• I often feel it best to avoid personal or social involvement with other lesbian/bisexual women.
  • I feel alienated from myself because of being lesbian/bisexual.
  • I wish that I could develop more erotic feelings about men.

How Does Internalized Homophobia Affect LGBTQ People?

Internalized homophobia can impact LGBTQ in a lot of different ways, which is what makes it so concerning. Here are some ways that internalized homonegativity can affect queer people:

Mental Health Issues

LGBTQ youth are more likely to be bullied than straight, cisgender youth. They are also more likely to have attempted self-harm and suicide than their peers. Rates of depression, anxiety, substance abuse, and other mental health problems are also higher among gay men and women than their heterosexual peers.

Relationship Issues

According to a 2009 study, internalized heterosexism resulted in lower quality relationships among lesbian women, gay men, and bisexuals.

This stigmatization of non-heterosexual identities can be seen and felt in places where we are supposed to feel safe and accepted, from home to school to our close friend groups to the workplace. When we feel that we are unable to trust those we are close to, we can develop an inability to form and maintain lasting and healthy relationships.

Higher Risk For STIs

STIs and HIV are among the leading health issues affecting lesbians and gay men. There is a negative stereotype that sexual minority adults like gay and bisexual men are more “promiscuous” and thus more susceptible to getting an STI.

However, many fail to realize that the shame and stigma surrounding queer sexuality, anal sex, STIs, and HIV in general lead many people to keep their status a secret. Because of this, LGBTQ people become more susceptible to getting sick and don’t get the care that they need.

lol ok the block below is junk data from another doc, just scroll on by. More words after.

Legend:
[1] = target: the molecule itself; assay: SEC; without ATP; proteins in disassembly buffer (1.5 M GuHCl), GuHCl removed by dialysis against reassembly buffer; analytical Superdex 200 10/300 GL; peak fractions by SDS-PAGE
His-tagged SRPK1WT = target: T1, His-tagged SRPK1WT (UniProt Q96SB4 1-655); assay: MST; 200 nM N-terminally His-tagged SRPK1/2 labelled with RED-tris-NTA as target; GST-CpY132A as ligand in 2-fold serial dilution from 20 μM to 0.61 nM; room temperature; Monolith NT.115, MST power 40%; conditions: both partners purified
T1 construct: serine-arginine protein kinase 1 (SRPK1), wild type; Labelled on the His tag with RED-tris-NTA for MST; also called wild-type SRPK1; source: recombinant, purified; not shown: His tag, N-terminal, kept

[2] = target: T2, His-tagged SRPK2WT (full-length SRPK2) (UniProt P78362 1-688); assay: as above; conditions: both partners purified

How To Deal With Internalized Homophobia

So with all that being said, how can we combat internalized homophobia and the cultural and institutionalized heterosexism from which it stems?

According to Daniel Lyons in a piece for Psychology Today, the first step in dismantling the “deeply entrenched system homophobia” is acknowledging that everyone, regardless of race, sexual orientation, gender, or socioeconomic status, is capable of thinking or acting in a homophobic way.

Today, more and more people are challenging jokes and stereotypes about LGBTQ people, including ones that are shared by those in the community.

For example, drag queen Kim Chi performed the original song “Fat, Femme, and Asian” on the finale of her season of RuPaul’s Drag Race. The song is a biting commentary on internalized homophobia in the gay community and plays on the aforementioned “preferences” that gay men will use as an excuse for discriminating against more effeminate members of the community.

Filmmaker Jamal Lewis did the same thing, but a documentary rather than a song. Entitled No Fats, No Femmes, Lewis’ film features five black people of various backgrounds as they discuss the ways that desire among queer black people can be rooted in “problematic conceptions of different identities”.

Related: Did homophobia lead Aaron Hernandez to murder?


Internalized homophobia is a systemic problem that runs deep – a symptom of the heteronormative society we live in. But it doesn’t have to keep affecting us. We just need to learn how to recognize the signs and commit to uplifting each other.